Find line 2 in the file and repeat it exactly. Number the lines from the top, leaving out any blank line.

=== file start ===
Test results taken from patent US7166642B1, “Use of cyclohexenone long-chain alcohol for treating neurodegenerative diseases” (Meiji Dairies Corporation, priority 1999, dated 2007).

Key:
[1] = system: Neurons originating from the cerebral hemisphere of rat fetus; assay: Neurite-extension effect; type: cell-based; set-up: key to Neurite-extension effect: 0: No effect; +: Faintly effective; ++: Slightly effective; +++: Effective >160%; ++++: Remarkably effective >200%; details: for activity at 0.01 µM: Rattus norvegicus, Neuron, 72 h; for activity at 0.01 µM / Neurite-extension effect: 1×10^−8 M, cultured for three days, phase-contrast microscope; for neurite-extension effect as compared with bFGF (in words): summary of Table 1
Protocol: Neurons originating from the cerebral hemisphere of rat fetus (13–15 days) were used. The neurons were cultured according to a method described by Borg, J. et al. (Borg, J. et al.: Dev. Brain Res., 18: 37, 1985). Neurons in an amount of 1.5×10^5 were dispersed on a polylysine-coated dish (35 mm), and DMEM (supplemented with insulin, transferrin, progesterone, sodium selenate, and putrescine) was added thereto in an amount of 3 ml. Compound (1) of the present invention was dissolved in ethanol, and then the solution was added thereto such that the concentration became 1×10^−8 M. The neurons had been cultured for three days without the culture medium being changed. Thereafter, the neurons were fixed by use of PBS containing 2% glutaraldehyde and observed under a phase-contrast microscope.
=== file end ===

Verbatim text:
Key: